From birth, we are surrounded by ‘Barbies’. Role models shouting: “This is what it means to be a woman”; “This is what true success is”; “This is the exercise you should be doing”; “Look at this plant-based diet”. “Are you tired of being tired?” “All you need is this very expensive pill” (which actually contains virtually no iron, so you’re paying loads of money for what is essentially chalk).

As we rest by bingeing on boxsets, we’re allowing a whole new family of ‘Barbies’ into our head. “This is what real sex looks like”; “Make work your life, to the exclusion of family and God – your colleagues are your real soul mates”. “You can experience passion like this, you just need to exchange your husband for the newer model.”

We need to get ourselves some real ‘Barbies’ – Christian Barbies! In fact, what we need is a ‘Barbara’.

Building a family

A ‘Barbara’ teaches us in Titus 2:3-5 about what it looks like to follow Jesus as a woman. In Titus’s day their work was based in the home. Home was the place where childcare, education, nursing, elderly care, washing, agriculture and cooking happened.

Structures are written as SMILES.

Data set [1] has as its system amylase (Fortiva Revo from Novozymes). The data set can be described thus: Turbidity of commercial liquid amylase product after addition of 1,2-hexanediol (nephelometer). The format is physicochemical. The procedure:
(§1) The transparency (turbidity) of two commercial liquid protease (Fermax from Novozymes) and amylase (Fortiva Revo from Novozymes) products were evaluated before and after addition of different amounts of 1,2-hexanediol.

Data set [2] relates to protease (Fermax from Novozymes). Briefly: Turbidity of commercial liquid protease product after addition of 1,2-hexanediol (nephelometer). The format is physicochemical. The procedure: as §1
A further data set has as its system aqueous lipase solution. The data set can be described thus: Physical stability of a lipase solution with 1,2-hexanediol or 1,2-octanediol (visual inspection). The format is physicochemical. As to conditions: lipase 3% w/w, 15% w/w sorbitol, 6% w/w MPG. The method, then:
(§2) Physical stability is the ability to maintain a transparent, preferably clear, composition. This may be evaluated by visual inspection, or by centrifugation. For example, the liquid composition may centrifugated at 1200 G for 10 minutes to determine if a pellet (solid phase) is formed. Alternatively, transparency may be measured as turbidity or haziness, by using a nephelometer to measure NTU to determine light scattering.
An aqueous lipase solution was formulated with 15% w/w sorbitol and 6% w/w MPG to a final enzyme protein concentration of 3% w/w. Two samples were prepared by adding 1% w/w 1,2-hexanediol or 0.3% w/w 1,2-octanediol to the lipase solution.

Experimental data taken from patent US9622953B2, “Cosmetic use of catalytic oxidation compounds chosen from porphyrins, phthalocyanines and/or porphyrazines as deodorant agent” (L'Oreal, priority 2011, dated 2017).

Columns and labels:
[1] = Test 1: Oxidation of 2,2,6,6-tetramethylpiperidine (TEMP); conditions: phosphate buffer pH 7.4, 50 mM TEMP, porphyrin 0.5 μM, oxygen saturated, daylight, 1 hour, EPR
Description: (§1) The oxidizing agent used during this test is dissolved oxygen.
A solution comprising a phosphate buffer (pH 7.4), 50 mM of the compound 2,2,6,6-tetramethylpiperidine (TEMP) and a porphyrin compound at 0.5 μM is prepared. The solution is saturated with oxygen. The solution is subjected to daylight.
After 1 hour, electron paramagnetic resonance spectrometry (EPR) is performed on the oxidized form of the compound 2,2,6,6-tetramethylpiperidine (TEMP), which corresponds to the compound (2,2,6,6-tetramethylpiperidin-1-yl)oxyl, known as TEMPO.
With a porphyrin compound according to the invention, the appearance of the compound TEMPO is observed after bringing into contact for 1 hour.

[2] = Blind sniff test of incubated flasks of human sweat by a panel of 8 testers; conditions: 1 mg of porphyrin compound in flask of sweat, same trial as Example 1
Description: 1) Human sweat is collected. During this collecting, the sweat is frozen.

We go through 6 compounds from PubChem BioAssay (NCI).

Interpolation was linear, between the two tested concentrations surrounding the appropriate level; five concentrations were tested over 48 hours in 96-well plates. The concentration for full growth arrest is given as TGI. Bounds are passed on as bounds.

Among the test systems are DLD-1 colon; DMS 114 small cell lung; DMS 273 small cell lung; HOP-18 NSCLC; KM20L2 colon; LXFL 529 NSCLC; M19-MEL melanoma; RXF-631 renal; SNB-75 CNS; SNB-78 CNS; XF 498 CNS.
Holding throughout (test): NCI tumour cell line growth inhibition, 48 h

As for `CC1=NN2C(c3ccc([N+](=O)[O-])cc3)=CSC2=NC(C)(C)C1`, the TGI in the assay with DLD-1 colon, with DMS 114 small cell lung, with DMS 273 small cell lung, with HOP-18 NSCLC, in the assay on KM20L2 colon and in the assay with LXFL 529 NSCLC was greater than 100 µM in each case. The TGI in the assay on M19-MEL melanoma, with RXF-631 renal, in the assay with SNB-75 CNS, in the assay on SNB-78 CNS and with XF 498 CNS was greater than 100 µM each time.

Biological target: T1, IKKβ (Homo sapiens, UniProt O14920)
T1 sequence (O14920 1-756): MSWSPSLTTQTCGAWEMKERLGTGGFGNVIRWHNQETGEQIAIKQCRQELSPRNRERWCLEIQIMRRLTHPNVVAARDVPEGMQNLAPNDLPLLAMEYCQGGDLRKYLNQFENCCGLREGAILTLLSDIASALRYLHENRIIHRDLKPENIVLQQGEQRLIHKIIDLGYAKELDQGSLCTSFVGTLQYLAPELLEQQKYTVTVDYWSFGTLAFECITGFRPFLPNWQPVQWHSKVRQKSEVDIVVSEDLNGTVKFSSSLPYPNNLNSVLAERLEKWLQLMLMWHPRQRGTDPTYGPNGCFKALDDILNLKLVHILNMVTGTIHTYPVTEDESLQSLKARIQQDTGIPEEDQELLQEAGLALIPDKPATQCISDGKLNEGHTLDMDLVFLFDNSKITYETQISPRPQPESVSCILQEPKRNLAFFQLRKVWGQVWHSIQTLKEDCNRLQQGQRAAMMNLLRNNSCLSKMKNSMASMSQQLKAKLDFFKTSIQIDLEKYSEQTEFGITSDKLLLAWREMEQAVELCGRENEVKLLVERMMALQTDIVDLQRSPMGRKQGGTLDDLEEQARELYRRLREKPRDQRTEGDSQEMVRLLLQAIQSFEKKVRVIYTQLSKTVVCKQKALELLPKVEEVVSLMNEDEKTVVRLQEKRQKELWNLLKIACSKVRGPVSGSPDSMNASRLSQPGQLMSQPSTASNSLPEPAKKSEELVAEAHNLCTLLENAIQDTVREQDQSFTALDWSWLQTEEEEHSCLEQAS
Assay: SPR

Nowadays, such work may extend beyond the home but should always be done with the primary aim of building a family and home environment that are godly. It should be done in a way that makes the teaching about our great God and saviour attractive to others.

I have a real-life ‘Barbara’. I could listen to her all day. She is, I guess, around 60, and she has really suffered. She was a missionary and still loves to share about Jesus at every opportunity. She loves Jesus, she loves grace, and she hates anything that is not centred on the cross. She has loved her husband through the toughest of times. She loves her children and her grandchildren. She prays. She is gentle.